Grant Number :    1R01DE016961-01

Pricipal Investigator : Dale-Crunk Beverly

Project Title : Epithelial Innate Immune Response to Oral Bacteria

Abstract : This application will analyze the molecular mechanisms utilized by host gingival epithelial cells (GECs) in response to commensal and pathogenic oral bacteria, and the cellular receptors and signaling pathways associated with innate immunity in the periodontium. GECs respond to bacteria in an interactive manner secreting chemokines and cytokines to alert various cell types and attract neutrophils. They also produce natural antimicrobial peptides of the beta-defensin family. The defensin antimicrobial peptides are part of the innate immune system, a complex set of responses that keeps microbial invaders in check and maintains the microbial ecology of the healthy periodontal pocket. Human beta-defensin-2 (hBD-2) expression is upregulated in GECs in response to both commensal and pathogenic bacteria. In addition, this peptide is widely expressed in normal oral mucosa, in contrast to normal epidermis, suggesting that the innate immune responses of normal oral epithelia are at a heightened state of readiness. This application will test the hypotheses that commensal and pathogenic oral bacteria stimulate different networks of genes in gingival epithelial cells (GECs), that commensals prime the state of innate immunity of GECs for increased responsiveness to the environment and to subsequent exposure to pathogens, and that p-defensins are a major influence in this heightened innate immune response. These hypotheses build on evidence that commensal and pathogenic bacteria utilize different signaling pathways for regulation of hBD-2 gene expression and that hBD-2 itself influences innate immune responses and acts as a positive autocrine regulator. Finally, new evidence suggests involvement of the proteinase-activated receptor (PAR) family in innate immune and inflammatory responses. These receptors signal the presence of danger in the environment and contribute to inflammation. A final Aim will examine the function of these receptors to signal in response to Porphyromonas gingivalis, a major periodontopathogen that has proteinases as part of its set of virulence factors. These questions and hypotheses will be examined with the goal to better understand the global responses of GECs to commensal vs. pathogenic bacteria emphasizing gene expression programs and receptors that are critical for innate immune responses. This work will lay the groundwork for identifying new therapeutic targets to prevent and treat periodontal diseases.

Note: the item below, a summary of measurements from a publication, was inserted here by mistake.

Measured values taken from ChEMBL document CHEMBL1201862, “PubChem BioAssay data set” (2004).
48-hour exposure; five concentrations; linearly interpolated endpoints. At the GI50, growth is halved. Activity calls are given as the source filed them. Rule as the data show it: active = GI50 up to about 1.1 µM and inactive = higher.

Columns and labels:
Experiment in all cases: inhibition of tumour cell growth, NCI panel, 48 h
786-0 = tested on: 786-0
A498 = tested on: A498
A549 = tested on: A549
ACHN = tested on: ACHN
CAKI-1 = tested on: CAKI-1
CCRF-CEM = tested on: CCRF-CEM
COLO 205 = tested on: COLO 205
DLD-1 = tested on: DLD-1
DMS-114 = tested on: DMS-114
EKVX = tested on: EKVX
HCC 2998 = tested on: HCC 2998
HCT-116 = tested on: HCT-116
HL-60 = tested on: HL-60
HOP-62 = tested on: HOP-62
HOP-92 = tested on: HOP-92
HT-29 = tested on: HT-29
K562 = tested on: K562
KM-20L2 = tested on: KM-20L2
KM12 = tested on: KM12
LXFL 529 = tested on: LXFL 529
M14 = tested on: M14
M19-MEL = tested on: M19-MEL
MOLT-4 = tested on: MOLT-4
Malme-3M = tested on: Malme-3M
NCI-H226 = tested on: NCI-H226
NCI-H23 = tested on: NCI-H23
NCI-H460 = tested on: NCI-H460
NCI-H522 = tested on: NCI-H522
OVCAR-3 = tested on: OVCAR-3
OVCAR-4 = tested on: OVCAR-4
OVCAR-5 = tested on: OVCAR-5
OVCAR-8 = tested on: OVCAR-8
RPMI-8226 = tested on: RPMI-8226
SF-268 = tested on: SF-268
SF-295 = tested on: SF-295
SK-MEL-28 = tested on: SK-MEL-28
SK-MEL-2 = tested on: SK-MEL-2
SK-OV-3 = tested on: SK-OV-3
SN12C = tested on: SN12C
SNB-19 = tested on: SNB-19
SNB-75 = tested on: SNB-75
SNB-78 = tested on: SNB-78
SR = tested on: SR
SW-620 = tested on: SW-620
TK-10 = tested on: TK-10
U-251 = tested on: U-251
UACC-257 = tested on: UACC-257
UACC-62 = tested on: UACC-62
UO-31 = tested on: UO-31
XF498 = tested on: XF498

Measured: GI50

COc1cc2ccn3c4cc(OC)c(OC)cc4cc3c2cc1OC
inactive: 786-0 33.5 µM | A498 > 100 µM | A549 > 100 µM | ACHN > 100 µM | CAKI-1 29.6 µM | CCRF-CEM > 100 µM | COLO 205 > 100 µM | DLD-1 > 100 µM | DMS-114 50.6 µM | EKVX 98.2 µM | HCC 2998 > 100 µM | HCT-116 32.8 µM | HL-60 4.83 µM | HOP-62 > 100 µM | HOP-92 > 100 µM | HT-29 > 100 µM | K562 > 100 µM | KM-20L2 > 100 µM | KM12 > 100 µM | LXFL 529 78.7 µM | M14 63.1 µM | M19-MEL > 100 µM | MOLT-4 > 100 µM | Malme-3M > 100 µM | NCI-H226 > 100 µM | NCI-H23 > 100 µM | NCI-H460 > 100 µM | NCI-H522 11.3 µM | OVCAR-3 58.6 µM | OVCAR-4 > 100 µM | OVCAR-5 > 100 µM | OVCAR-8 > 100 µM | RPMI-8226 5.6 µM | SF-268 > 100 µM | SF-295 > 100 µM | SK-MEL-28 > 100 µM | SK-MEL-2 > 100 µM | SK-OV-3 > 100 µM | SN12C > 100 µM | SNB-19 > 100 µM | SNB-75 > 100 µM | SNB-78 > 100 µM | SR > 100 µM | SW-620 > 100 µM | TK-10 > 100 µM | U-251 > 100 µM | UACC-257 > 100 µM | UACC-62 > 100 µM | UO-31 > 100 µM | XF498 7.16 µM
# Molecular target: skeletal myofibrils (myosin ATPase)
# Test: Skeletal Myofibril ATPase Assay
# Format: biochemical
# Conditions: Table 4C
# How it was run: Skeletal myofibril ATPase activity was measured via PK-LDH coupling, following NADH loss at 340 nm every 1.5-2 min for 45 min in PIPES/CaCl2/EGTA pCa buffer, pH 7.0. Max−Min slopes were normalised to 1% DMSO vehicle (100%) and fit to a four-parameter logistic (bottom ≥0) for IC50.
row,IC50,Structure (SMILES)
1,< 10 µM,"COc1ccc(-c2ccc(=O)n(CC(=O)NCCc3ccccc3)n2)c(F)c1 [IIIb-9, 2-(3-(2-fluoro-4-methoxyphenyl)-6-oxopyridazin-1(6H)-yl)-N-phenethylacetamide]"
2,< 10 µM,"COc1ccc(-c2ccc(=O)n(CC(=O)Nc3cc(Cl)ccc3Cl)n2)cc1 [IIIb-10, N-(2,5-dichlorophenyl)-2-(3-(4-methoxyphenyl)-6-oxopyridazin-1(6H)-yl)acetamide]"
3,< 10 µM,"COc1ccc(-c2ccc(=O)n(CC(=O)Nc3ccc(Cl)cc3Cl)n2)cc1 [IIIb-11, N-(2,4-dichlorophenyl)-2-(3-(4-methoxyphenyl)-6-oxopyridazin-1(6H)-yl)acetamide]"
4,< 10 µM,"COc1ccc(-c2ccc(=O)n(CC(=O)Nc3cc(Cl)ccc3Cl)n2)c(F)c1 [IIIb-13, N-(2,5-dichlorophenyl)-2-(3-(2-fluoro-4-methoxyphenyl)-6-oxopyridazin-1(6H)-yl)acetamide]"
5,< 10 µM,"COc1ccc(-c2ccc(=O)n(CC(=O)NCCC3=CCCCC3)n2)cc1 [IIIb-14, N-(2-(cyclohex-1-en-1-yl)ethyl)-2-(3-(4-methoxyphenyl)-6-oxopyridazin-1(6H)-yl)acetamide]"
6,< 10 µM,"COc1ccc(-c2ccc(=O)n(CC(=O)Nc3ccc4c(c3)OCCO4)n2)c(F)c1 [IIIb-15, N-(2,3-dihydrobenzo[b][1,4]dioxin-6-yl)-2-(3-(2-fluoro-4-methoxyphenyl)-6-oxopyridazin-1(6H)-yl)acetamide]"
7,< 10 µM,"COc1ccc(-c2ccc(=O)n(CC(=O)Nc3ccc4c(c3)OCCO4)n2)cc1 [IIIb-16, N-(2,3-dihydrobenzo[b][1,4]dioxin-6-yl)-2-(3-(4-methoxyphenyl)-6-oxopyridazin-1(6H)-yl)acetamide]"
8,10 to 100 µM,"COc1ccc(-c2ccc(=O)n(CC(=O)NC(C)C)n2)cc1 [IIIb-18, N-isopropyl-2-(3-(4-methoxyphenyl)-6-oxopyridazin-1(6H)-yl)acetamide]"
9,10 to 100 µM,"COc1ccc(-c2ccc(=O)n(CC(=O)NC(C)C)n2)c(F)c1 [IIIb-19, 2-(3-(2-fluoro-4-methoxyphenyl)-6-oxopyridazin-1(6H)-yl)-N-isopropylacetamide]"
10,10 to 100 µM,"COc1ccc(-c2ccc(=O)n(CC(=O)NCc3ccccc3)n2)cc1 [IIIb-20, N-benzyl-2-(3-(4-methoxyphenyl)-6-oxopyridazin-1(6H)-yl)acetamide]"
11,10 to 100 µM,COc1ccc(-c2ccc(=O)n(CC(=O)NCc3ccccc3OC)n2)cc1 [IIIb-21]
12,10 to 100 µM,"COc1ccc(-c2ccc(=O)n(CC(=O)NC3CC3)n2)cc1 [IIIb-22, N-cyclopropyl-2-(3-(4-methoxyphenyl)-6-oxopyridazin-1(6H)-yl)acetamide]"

Institution : UNIVERSITY OF WASHINGTON

Duration of Award : 01 AUG 2005 - 30 JUL 2009

Amount :



 
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